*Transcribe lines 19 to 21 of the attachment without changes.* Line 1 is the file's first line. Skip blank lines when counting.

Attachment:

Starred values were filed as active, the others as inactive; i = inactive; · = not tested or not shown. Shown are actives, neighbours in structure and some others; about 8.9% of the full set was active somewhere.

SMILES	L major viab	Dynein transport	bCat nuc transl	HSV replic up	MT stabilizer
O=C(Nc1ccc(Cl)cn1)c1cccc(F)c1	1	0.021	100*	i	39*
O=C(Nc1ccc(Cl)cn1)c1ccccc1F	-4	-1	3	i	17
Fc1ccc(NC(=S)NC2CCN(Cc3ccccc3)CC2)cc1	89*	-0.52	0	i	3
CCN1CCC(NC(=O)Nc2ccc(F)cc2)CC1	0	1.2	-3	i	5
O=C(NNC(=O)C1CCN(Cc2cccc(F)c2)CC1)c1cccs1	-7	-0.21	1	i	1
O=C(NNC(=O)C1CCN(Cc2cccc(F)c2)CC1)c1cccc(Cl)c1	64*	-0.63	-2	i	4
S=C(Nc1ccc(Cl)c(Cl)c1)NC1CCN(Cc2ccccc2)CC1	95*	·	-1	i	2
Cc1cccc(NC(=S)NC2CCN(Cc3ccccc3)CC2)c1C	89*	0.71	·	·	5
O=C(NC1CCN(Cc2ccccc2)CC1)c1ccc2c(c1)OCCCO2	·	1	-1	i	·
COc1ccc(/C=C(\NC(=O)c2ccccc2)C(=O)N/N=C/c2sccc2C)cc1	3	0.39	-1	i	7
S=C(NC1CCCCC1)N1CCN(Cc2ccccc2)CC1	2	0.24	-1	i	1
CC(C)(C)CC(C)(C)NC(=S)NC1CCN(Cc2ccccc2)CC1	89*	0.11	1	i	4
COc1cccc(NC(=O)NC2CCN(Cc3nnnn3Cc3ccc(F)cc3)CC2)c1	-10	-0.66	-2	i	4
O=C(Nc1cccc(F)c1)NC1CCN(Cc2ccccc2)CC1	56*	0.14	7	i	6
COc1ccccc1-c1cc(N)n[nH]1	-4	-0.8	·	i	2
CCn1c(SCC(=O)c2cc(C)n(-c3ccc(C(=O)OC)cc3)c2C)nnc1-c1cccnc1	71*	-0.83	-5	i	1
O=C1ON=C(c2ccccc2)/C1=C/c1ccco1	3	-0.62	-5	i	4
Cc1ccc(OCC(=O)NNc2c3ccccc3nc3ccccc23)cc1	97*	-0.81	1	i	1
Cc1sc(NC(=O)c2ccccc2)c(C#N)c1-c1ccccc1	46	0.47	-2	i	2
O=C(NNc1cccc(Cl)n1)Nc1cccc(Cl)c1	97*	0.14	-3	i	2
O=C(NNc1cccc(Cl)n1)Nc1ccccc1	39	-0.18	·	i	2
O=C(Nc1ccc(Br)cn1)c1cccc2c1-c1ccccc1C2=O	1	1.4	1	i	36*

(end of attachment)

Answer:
O=C1ON=C(c2ccccc2)/C1=C/c1ccco1	3	-0.62	-5	i	4
Cc1ccc(OCC(=O)NNc2c3ccccc3nc3ccccc23)cc1	97*	-0.81	1	i	1
Cc1sc(NC(=O)c2ccccc2)c(C#N)c1-c1ccccc1	46	0.47	-2	i	2